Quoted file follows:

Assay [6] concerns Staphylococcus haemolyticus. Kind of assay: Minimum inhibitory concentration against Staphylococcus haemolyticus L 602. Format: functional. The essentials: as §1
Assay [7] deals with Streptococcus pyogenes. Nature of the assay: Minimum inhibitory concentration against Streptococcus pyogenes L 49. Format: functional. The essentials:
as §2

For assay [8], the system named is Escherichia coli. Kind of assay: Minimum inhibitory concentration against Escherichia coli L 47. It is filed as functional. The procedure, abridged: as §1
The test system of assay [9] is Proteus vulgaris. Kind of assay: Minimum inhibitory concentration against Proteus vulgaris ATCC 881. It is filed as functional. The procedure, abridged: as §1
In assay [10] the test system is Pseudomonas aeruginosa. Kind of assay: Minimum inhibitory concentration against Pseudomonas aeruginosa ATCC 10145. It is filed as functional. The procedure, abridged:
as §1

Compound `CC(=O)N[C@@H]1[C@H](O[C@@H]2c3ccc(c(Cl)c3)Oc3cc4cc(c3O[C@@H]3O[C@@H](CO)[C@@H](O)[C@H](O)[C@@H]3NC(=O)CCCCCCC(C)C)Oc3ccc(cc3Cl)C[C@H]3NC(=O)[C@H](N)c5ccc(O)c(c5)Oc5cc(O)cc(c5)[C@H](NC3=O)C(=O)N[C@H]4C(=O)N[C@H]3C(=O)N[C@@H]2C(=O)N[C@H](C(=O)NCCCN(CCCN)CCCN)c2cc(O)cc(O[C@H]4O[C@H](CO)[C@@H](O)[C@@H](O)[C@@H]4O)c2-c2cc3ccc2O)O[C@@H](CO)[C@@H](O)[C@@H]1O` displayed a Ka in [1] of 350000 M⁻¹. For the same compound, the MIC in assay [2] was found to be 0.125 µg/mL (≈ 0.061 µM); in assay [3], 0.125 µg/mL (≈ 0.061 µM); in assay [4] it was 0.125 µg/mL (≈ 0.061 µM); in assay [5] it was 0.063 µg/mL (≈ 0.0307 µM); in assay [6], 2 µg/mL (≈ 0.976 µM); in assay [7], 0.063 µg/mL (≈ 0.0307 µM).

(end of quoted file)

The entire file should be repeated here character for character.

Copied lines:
Assay [6] concerns Staphylococcus haemolyticus. Kind of assay: Minimum inhibitory concentration against Staphylococcus haemolyticus L 602. Format: functional. The essentials: as §1
Assay [7] deals with Streptococcus pyogenes. Nature of the assay: Minimum inhibitory concentration against Streptococcus pyogenes L 49. Format: functional. The essentials:
as §2

For assay [8], the system named is Escherichia coli. Kind of assay: Minimum inhibitory concentration against Escherichia coli L 47. It is filed as functional. The procedure, abridged: as §1
The test system of assay [9] is Proteus vulgaris. Kind of assay: Minimum inhibitory concentration against Proteus vulgaris ATCC 881. It is filed as functional. The procedure, abridged: as §1
In assay [10] the test system is Pseudomonas aeruginosa. Kind of assay: Minimum inhibitory concentration against Pseudomonas aeruginosa ATCC 10145. It is filed as functional. The procedure, abridged:
as §1

Compound `CC(=O)N[C@@H]1[C@H](O[C@@H]2c3ccc(c(Cl)c3)Oc3cc4cc(c3O[C@@H]3O[C@@H](CO)[C@@H](O)[C@H](O)[C@@H]3NC(=O)CCCCCCC(C)C)Oc3ccc(cc3Cl)C[C@H]3NC(=O)[C@H](N)c5ccc(O)c(c5)Oc5cc(O)cc(c5)[C@H](NC3=O)C(=O)N[C@H]4C(=O)N[C@H]3C(=O)N[C@@H]2C(=O)N[C@H](C(=O)NCCCN(CCCN)CCCN)c2cc(O)cc(O[C@H]4O[C@H](CO)[C@@H](O)[C@@H](O)[C@@H]4O)c2-c2cc3ccc2O)O[C@@H](CO)[C@@H](O)[C@@H]1O` displayed a Ka in [1] of 350000 M⁻¹. For the same compound, the MIC in assay [2] was found to be 0.125 µg/mL (≈ 0.061 µM); in assay [3], 0.125 µg/mL (≈ 0.061 µM); in assay [4] it was 0.125 µg/mL (≈ 0.061 µM); in assay [5] it was 0.063 µg/mL (≈ 0.0307 µM); in assay [6], 2 µg/mL (≈ 0.976 µM); in assay [7], 0.063 µg/mL (≈ 0.0307 µM).